Danyelle is a third-year student in Drake's Occupational Therpay Doctorate (OTD) program and will graduate in 2023! In her last year of the OTD program, Danyelle has had the opportunity to complete a Doctoral Capstone Experience with Gretchen Kingma, an occupational therapist and realtor for her business Empowered Homes, located in St. Louis, Missouri.
I am conducting a research study in conjunction with Gretchen Kingma, an occupational therapist and realtor at her business Empowered Homes, located in St. Louis, Missouri. The focus of the study is to understand the lived experience of older adults that want to remain in their homes as they age and identify the barriers that prevent them from completing the process. Along with conducting research, I have the opportunity to view how Gretchen is utilizing her OT lens in the real estate realm.
As a researcher and shadowing a realtor, my days at the capstone project are far from typical. Yesterday, for instance, I had a packed schedule that started with a meeting at Chesterfield Mall for the Breakthrough Coalition. The group is made up of community practitioners and partners who provide services to seniors. During the meeting, Gretchen gave a presentation on universal design and accessibility features for seniors looking to downsize. I took the opportunity to network with therapists, social workers, senior living managers, nurse practitioners, and estate sales managers, among others, and shared a summary of my research project with them, asking for their help in disseminating it to their network of older adults. After the meeting, Gretchen and I headed to a coffee shop where I researched online platforms to share my research project before attending a realtor's event. The event was a recap of a conference and Gretchen was a speaker on two panels, sharing her expertise with over 50 realtors. After the event, I had the chance to attend a happy hour with realtors that attended the event, where I continued to network and pitch my survey. Finally, I headed home to respond to emails and messages from senior-focused groups, following up on my efforts to distribute the survey to their network of older adults.
My favorite thing about my doctoral capstone is that it provides me with a rare opportunity to witness the transformative impact that Occupational Therapy can have outside of a clinical setting. Each day, I have the privilege of collaborating with Gretchen, who is a remarkable advocate for the field and showcases the real-world applications of OT in the realm of real estate. She possesses a unique set of skills that allow her to help people find, modify, or build homes that promote happiness, health, and a sense of community. It is truly inspiring to see how she is making a difference in people's lives.
What attracted me to Drake's OTD program was its focus on innovation and the abundance of opportunities it offers. During my interview, I asked the interviewers what set Drake apart from the other four OT programs I had applied to, and each one cited Drake's commitment to pushing the boundaries of the field and its willingness to provide students with the opportunity to be at the forefront of groundbreaking experiences. Since starting the program, I've been able to take part in two research projects, numerous community engagement programs, and had the chance to advocate for the value of OT to representatives on Hill Day. I'm also gaining the foundational knowledge that will enable me to be a successful OT while being part of a program that prioritizes innovation and growth.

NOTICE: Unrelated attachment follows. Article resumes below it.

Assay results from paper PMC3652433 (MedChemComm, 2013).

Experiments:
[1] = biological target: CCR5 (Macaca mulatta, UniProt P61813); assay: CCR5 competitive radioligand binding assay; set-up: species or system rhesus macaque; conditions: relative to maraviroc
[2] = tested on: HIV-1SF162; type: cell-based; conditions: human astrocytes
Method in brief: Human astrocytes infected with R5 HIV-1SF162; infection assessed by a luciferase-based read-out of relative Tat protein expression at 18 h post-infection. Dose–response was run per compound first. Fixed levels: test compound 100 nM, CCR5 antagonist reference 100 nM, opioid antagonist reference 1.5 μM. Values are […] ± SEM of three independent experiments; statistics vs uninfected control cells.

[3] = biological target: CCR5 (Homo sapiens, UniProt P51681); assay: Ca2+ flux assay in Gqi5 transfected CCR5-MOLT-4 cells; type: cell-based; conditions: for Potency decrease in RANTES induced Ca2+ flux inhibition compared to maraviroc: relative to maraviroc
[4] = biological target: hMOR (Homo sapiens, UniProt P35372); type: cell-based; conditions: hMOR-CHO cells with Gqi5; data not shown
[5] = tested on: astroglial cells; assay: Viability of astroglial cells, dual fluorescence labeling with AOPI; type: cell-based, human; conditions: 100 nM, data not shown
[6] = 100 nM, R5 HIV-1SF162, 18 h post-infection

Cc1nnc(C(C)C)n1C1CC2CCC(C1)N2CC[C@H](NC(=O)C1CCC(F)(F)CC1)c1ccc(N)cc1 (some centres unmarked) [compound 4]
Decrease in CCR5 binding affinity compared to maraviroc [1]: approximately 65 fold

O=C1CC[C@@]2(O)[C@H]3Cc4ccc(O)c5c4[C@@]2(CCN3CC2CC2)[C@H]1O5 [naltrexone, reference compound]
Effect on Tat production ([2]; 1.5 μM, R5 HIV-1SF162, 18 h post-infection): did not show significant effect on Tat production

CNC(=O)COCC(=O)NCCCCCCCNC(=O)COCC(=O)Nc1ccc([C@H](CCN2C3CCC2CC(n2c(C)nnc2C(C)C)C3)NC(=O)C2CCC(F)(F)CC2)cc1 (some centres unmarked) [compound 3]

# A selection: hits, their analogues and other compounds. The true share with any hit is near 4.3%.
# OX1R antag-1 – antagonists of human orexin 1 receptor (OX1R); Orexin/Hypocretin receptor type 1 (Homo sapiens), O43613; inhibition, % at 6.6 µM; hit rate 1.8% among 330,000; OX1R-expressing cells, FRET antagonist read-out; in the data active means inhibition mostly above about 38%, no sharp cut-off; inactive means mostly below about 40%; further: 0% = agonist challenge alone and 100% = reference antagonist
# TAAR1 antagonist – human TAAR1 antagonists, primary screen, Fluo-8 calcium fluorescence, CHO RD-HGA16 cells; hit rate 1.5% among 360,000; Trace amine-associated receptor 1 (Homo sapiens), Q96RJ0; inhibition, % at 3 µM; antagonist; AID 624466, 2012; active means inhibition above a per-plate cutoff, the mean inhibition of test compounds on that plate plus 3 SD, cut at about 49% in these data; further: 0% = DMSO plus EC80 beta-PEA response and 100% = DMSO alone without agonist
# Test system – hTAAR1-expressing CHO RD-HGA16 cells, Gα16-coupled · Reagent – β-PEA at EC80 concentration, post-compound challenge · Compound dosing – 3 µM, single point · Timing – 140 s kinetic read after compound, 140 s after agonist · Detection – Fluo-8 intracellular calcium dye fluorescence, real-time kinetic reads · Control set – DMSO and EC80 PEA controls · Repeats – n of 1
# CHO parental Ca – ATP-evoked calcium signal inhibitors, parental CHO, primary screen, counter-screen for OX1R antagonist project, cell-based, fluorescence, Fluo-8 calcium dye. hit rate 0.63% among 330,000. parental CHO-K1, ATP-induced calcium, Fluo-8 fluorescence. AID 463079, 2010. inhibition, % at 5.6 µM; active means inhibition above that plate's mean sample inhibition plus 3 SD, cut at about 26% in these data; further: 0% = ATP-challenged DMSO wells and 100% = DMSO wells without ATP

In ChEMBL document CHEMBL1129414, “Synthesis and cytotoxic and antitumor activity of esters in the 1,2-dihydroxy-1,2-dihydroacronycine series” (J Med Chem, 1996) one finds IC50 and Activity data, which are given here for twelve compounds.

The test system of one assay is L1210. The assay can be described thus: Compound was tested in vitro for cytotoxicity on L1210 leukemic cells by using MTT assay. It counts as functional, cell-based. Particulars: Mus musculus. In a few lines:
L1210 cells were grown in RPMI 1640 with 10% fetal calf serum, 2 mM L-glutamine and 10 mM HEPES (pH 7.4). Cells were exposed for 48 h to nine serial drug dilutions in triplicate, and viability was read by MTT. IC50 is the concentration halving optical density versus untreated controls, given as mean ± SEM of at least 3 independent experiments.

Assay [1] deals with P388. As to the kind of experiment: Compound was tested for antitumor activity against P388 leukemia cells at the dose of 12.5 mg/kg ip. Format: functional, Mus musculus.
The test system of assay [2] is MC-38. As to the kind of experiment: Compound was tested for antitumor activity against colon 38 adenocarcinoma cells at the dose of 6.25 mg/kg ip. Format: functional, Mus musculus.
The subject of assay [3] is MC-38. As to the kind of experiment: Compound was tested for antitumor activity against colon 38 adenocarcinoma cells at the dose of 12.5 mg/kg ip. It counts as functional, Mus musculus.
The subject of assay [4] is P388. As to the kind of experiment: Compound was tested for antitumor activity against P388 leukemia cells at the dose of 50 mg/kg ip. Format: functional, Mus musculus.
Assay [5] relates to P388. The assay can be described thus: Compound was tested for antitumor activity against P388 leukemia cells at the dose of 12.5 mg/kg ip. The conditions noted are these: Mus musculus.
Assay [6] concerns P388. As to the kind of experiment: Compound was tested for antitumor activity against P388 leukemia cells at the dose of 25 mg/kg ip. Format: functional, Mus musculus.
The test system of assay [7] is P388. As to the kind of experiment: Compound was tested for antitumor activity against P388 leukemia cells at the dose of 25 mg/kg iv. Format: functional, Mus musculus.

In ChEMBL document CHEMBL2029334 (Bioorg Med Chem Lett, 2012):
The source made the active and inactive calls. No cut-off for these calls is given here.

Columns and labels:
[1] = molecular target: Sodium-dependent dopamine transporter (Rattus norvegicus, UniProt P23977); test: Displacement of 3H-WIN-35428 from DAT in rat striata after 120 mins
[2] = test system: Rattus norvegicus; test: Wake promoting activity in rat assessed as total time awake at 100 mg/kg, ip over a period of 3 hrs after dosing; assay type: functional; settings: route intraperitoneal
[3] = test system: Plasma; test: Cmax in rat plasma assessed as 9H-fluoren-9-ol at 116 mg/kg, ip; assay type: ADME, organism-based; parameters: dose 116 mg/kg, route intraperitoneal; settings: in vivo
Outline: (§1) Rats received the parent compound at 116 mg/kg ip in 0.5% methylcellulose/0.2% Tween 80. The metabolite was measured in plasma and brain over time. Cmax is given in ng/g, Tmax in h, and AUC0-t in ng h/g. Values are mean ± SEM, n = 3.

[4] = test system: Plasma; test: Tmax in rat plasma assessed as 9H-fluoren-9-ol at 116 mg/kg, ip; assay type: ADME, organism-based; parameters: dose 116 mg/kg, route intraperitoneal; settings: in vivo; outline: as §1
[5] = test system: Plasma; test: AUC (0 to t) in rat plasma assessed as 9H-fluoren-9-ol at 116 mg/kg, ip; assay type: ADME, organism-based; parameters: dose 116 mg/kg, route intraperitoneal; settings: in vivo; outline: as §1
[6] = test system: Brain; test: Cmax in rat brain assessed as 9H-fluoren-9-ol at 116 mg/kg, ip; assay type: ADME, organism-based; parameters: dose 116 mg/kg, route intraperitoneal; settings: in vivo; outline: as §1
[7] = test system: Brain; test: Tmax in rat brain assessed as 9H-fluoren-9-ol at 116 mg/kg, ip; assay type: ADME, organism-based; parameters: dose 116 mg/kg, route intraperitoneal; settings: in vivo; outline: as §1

Drake has equipped me with the necessary tools and knowledge to excel in my future career as an Occupational Therapist. The program has provided me with a strong foundation that I can apply to any setting and population, which has been evident through my fieldwork and capstone experiences. During these opportunities, I have worked with individuals from various age groups and cultures, including pediatrics to geriatrics, and individuals with diverse diagnoses such as orthopedic conditions, neurodegenerative diseases, CVA, developmental delays, and congenital diseases, to name a few. This diverse range of experiences, from Texas to Iowa to Missouri, has given me a well-rounded perspective and has prepared me for the challenges I may encounter in the field.
When I first enrolled at Drake, I approached the program with an open mind, determined to not limit myself to a specific area of practice within Occupational Therapy. Despite my fondness for working with both children and older adults, I still had uncertainty about what area of OT I wanted to specialize in. As I near graduation, I remain uncertain, but I have come to realize that my ultimate goal as an OT is to empower individuals to be as independent as possible in pursuing their meaningful occupations. Whether I eventually choose to work with children, adults, or both, I am confident that my career will be centered around this core principle. My hope is that at the end of my journey, I will be able to look back and see the positive impact I have made in the lives of the people I have helped along the way.
As an OTD student about to graduate, I would encourage future students to embrace new experiences and step outside of their comfort zone. It can be easy to stick to what you know and what feels familiar, but taking the leap to try something new can lead to incredibly valuable growth both professionally and personally. For example, I personally was not the most confident or outgoing individual, but I pushed myself to take on new challenges by selecting diverse fieldwork sites and a unique capstone project. This decision took me out of my comfort zone, but I am so glad that I took the risk. Through these experiences, I was able to try new foods and immerse myself in different cultures, all while gaining valuable skills and knowledge in my field.
Return to the OTD Capstone Spotlight home page here.